Foreign envoys to be at the Supreme Court on Monday

In the backdrop of the sudden unconstitutional dissolution of parliament by President Maithripala Sirisena, it is reported that foreign envoys in Colombo are planning to visit the Supreme Court on Monday (12), diplomatic sources say.

The United National Party (UNP), Tamil National Alliance (TNA), Janatha Vimukthi Peramuna (JVP), Sri Lanka Muslim Congress (SLMC), All Ceylon Makkal Congress (ACMC) as well as other allied parties of the United National Front, have all decided to challenge Sirisena's unconstitutional dissolution by filing a petition at the Supreme Court on the 12th of November.

Sirisena dissolved parliament on Friday night (09), only five days before it was due to be reconvened, amidst the real possibility of losing a vote of no confidence. He has also called a general election for January 5.

The president triggered an intense power struggle when he sacked prime minister Ranil Wickremesinghe and appointed Mahinda Rajapaksa, a pro-China strongman ousted by Sirisena in 2015, in his place.

UN chief Antonio Guterres has expressed grave concern over President Sirisena’s decision to dissolve the nation’s Parliament, underlining the “utmost importance” of respecting democratic processes and resolving differences in accordance with the rule of law.

Furthermore, The United States yesterday called on the president to “respect his country's democratic tradition and the rule of law and to fulfil the commitments to good governance and democracy upon which he and his government were elected.”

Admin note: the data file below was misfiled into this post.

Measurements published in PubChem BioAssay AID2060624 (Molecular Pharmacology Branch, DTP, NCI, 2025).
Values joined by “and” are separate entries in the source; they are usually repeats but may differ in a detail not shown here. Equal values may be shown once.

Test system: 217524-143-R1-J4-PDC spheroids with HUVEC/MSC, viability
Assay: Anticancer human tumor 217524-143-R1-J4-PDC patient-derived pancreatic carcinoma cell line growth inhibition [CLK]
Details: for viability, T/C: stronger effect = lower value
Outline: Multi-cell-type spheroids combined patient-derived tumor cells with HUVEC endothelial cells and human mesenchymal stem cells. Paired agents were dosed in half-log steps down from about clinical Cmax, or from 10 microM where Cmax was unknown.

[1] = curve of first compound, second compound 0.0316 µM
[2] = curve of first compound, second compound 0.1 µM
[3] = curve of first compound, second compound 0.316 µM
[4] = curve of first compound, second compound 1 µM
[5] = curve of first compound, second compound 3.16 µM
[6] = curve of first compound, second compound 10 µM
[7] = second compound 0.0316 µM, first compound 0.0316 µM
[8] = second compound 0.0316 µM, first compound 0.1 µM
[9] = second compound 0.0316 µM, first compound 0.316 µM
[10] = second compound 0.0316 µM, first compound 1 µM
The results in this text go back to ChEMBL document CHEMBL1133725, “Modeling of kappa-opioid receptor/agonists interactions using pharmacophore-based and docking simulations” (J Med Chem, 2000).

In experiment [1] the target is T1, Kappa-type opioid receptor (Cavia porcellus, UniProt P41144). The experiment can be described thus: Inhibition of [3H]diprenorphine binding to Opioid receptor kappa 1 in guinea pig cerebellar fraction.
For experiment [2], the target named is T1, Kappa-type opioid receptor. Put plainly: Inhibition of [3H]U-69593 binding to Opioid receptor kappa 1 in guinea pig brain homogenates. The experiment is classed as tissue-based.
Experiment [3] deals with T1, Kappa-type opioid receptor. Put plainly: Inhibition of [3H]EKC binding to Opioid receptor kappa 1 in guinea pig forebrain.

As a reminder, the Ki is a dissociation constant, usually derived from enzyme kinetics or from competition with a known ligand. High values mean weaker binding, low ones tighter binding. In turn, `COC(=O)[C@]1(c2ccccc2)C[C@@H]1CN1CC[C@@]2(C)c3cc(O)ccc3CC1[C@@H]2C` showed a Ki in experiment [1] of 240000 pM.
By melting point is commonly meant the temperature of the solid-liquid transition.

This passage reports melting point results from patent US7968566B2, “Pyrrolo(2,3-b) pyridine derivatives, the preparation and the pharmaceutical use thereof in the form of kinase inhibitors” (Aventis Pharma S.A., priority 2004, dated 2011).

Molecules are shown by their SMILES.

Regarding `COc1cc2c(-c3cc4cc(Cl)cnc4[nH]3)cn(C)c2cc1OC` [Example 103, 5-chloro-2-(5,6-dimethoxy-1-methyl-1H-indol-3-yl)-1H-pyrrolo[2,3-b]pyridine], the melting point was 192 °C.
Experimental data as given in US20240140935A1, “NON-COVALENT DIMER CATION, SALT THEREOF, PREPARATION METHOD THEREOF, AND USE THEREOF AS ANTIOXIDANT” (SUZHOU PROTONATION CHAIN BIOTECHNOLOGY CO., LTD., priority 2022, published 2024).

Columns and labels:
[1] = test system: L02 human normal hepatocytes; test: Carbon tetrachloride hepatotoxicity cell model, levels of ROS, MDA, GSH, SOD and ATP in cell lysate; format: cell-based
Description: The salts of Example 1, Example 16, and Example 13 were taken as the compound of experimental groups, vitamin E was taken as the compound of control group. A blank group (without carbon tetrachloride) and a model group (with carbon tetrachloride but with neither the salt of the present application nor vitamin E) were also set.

The European Union warned Sri Lanka that the prevailing political crisis could further delay and damage the island’s international reputation and deter investors.

“We consider it essential that Parliament be allowed to demonstrate its confidence by voting immediately when reconvened, in order to resolve the serious uncertainties currently facing the country,” the EU said.

Canada’s foreign policy twitter feed said that it was “deeply concerned” about the decision and referred to the risks to reconciliation work after the nation’s civil war.

Australian Minister of Foreign Affairs Marise Payne expressed both concern and disappointment in a statement, saying the move “undermines Sri Lanka‘s long democratic tradition and poses a risk to its stability and prosperity.”

Independent legal experts stress that parliament can only be dissolved in early 2020, which would be four-and-half-years from the first sitting of the current parliament. The only other legal way would be through a referendum, or with the consent of two-thirds of legislators.

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